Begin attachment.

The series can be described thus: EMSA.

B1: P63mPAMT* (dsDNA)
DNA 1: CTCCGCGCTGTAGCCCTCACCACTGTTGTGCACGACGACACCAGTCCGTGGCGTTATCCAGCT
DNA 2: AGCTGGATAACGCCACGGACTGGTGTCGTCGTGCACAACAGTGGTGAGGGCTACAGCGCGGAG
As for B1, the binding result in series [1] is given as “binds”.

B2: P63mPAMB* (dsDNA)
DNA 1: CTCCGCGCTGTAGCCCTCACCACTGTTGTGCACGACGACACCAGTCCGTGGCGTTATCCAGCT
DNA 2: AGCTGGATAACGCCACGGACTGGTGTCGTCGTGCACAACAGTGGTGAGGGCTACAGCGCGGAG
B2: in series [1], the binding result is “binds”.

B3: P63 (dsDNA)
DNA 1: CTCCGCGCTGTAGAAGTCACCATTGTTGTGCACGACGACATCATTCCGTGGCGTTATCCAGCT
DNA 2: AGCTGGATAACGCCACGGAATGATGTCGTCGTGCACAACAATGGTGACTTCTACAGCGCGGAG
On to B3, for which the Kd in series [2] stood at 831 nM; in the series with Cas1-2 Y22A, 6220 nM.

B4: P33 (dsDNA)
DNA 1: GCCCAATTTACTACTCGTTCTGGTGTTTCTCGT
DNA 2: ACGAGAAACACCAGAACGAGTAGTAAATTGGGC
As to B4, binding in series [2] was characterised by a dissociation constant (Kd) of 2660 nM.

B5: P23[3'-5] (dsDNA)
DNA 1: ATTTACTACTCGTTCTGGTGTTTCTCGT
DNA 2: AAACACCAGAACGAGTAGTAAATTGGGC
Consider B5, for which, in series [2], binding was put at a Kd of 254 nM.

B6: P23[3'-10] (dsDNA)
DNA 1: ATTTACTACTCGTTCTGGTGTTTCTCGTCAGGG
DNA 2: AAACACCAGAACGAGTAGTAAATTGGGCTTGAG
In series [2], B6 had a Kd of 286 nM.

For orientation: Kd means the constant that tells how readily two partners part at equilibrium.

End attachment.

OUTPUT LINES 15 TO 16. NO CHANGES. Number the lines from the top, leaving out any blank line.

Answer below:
DNA 1: GCCCAATTTACTACTCGTTCTGGTGTTTCTCGT
DNA 2: ACGAGAAACACCAGAACGAGTAGTAAATTGGGC